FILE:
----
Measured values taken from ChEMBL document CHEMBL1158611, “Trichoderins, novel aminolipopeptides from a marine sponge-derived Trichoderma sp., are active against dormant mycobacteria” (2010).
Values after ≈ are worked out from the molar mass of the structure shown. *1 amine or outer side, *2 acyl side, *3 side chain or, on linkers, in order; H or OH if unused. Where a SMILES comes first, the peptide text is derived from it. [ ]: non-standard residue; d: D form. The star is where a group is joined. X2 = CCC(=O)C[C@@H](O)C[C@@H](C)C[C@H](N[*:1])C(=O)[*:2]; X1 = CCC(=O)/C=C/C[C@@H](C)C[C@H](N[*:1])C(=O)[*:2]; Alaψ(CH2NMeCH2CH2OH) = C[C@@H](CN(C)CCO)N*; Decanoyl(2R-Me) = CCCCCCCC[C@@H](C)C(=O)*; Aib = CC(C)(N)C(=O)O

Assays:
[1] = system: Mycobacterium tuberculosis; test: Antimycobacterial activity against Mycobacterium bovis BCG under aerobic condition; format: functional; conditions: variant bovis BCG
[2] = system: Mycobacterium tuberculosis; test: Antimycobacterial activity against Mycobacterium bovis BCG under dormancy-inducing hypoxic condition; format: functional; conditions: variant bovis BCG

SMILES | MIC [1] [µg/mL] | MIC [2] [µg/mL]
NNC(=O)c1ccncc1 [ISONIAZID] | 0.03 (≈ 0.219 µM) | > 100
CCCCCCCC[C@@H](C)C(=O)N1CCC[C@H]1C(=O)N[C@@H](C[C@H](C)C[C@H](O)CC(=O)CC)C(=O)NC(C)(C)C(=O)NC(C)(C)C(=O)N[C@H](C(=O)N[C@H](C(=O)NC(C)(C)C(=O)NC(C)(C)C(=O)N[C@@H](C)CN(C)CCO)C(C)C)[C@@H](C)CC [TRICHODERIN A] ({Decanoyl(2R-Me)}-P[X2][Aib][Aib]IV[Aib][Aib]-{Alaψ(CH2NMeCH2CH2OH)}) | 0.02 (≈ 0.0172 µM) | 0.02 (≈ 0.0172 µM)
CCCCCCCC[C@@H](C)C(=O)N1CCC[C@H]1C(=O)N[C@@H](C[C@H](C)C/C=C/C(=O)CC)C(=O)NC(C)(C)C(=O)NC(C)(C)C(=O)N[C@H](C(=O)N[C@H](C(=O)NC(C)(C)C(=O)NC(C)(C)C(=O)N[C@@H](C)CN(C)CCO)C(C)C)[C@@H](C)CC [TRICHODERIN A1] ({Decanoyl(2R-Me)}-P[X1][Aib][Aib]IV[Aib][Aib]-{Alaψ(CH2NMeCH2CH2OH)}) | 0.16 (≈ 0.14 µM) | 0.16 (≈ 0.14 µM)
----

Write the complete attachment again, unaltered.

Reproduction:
Measured values taken from ChEMBL document CHEMBL1158611, “Trichoderins, novel aminolipopeptides from a marine sponge-derived Trichoderma sp., are active against dormant mycobacteria” (2010).
Values after ≈ are worked out from the molar mass of the structure shown. *1 amine or outer side, *2 acyl side, *3 side chain or, on linkers, in order; H or OH if unused. Where a SMILES comes first, the peptide text is derived from it. [ ]: non-standard residue; d: D form. The star is where a group is joined. X2 = CCC(=O)C[C@@H](O)C[C@@H](C)C[C@H](N[*:1])C(=O)[*:2]; X1 = CCC(=O)/C=C/C[C@@H](C)C[C@H](N[*:1])C(=O)[*:2]; Alaψ(CH2NMeCH2CH2OH) = C[C@@H](CN(C)CCO)N*; Decanoyl(2R-Me) = CCCCCCCC[C@@H](C)C(=O)*; Aib = CC(C)(N)C(=O)O

Assays:
[1] = system: Mycobacterium tuberculosis; test: Antimycobacterial activity against Mycobacterium bovis BCG under aerobic condition; format: functional; conditions: variant bovis BCG
[2] = system: Mycobacterium tuberculosis; test: Antimycobacterial activity against Mycobacterium bovis BCG under dormancy-inducing hypoxic condition; format: functional; conditions: variant bovis BCG

SMILES | MIC [1] [µg/mL] | MIC [2] [µg/mL]
NNC(=O)c1ccncc1 [ISONIAZID] | 0.03 (≈ 0.219 µM) | > 100
CCCCCCCC[C@@H](C)C(=O)N1CCC[C@H]1C(=O)N[C@@H](C[C@H](C)C[C@H](O)CC(=O)CC)C(=O)NC(C)(C)C(=O)NC(C)(C)C(=O)N[C@H](C(=O)N[C@H](C(=O)NC(C)(C)C(=O)NC(C)(C)C(=O)N[C@@H](C)CN(C)CCO)C(C)C)[C@@H](C)CC [TRICHODERIN A] ({Decanoyl(2R-Me)}-P[X2][Aib][Aib]IV[Aib][Aib]-{Alaψ(CH2NMeCH2CH2OH)}) | 0.02 (≈ 0.0172 µM) | 0.02 (≈ 0.0172 µM)
CCCCCCCC[C@@H](C)C(=O)N1CCC[C@H]1C(=O)N[C@@H](C[C@H](C)C/C=C/C(=O)CC)C(=O)NC(C)(C)C(=O)NC(C)(C)C(=O)N[C@H](C(=O)N[C@H](C(=O)NC(C)(C)C(=O)NC(C)(C)C(=O)N[C@@H](C)CN(C)CCO)C(C)C)[C@@H](C)CC [TRICHODERIN A1] ({Decanoyl(2R-Me)}-P[X1][Aib][Aib]IV[Aib][Aib]-{Alaψ(CH2NMeCH2CH2OH)}) | 0.16 (≈ 0.14 µM) | 0.16 (≈ 0.14 µM)